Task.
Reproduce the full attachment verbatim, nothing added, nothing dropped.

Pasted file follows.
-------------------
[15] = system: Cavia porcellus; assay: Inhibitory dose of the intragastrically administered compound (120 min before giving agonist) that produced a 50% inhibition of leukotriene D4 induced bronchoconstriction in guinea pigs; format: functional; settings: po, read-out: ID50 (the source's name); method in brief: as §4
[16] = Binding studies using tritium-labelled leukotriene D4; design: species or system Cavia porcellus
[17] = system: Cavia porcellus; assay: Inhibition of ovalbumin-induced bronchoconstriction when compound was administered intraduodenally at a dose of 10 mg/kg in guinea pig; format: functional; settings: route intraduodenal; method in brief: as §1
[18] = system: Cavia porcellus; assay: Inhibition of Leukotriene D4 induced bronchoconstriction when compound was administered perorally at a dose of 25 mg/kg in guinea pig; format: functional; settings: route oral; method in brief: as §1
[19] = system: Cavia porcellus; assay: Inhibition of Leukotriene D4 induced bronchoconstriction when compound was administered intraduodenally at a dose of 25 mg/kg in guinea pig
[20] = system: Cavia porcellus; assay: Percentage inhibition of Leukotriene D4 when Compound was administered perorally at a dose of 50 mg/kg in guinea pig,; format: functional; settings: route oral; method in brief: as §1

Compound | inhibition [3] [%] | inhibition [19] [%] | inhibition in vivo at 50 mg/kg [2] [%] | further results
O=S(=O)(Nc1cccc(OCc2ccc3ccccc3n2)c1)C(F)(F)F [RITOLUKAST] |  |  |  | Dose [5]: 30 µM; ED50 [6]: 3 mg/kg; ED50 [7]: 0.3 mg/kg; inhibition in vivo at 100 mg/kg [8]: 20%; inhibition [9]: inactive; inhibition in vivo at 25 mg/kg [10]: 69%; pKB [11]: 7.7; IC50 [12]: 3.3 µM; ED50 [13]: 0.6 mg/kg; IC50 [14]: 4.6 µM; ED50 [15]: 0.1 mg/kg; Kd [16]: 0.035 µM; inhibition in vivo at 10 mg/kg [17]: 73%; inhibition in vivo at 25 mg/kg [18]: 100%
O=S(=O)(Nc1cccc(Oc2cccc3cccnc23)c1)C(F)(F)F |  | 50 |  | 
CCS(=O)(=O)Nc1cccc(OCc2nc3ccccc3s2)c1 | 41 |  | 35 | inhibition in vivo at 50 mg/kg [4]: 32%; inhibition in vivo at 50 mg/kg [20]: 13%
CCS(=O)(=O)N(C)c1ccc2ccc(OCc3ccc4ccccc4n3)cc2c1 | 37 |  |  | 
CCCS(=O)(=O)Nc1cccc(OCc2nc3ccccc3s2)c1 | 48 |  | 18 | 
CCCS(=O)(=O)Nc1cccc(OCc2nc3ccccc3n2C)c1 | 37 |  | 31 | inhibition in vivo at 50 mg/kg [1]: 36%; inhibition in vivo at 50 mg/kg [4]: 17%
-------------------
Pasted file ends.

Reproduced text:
[15] = system: Cavia porcellus; assay: Inhibitory dose of the intragastrically administered compound (120 min before giving agonist) that produced a 50% inhibition of leukotriene D4 induced bronchoconstriction in guinea pigs; format: functional; settings: po, read-out: ID50 (the source's name); method in brief: as §4
[16] = Binding studies using tritium-labelled leukotriene D4; design: species or system Cavia porcellus
[17] = system: Cavia porcellus; assay: Inhibition of ovalbumin-induced bronchoconstriction when compound was administered intraduodenally at a dose of 10 mg/kg in guinea pig; format: functional; settings: route intraduodenal; method in brief: as §1
[18] = system: Cavia porcellus; assay: Inhibition of Leukotriene D4 induced bronchoconstriction when compound was administered perorally at a dose of 25 mg/kg in guinea pig; format: functional; settings: route oral; method in brief: as §1
[19] = system: Cavia porcellus; assay: Inhibition of Leukotriene D4 induced bronchoconstriction when compound was administered intraduodenally at a dose of 25 mg/kg in guinea pig
[20] = system: Cavia porcellus; assay: Percentage inhibition of Leukotriene D4 when Compound was administered perorally at a dose of 50 mg/kg in guinea pig,; format: functional; settings: route oral; method in brief: as §1

Compound | inhibition [3] [%] | inhibition [19] [%] | inhibition in vivo at 50 mg/kg [2] [%] | further results
O=S(=O)(Nc1cccc(OCc2ccc3ccccc3n2)c1)C(F)(F)F [RITOLUKAST] |  |  |  | Dose [5]: 30 µM; ED50 [6]: 3 mg/kg; ED50 [7]: 0.3 mg/kg; inhibition in vivo at 100 mg/kg [8]: 20%; inhibition [9]: inactive; inhibition in vivo at 25 mg/kg [10]: 69%; pKB [11]: 7.7; IC50 [12]: 3.3 µM; ED50 [13]: 0.6 mg/kg; IC50 [14]: 4.6 µM; ED50 [15]: 0.1 mg/kg; Kd [16]: 0.035 µM; inhibition in vivo at 10 mg/kg [17]: 73%; inhibition in vivo at 25 mg/kg [18]: 100%
O=S(=O)(Nc1cccc(Oc2cccc3cccnc23)c1)C(F)(F)F |  | 50 |  | 
CCS(=O)(=O)Nc1cccc(OCc2nc3ccccc3s2)c1 | 41 |  | 35 | inhibition in vivo at 50 mg/kg [4]: 32%; inhibition in vivo at 50 mg/kg [20]: 13%
CCS(=O)(=O)N(C)c1ccc2ccc(OCc3ccc4ccccc4n3)cc2c1 | 37 |  |  | 
CCCS(=O)(=O)Nc1cccc(OCc2nc3ccccc3s2)c1 | 48 |  | 18 | 
CCCS(=O)(=O)Nc1cccc(OCc2nc3ccccc3n2C)c1 | 37 |  | 31 | inhibition in vivo at 50 mg/kg [1]: 36%; inhibition in vivo at 50 mg/kg [4]: 17%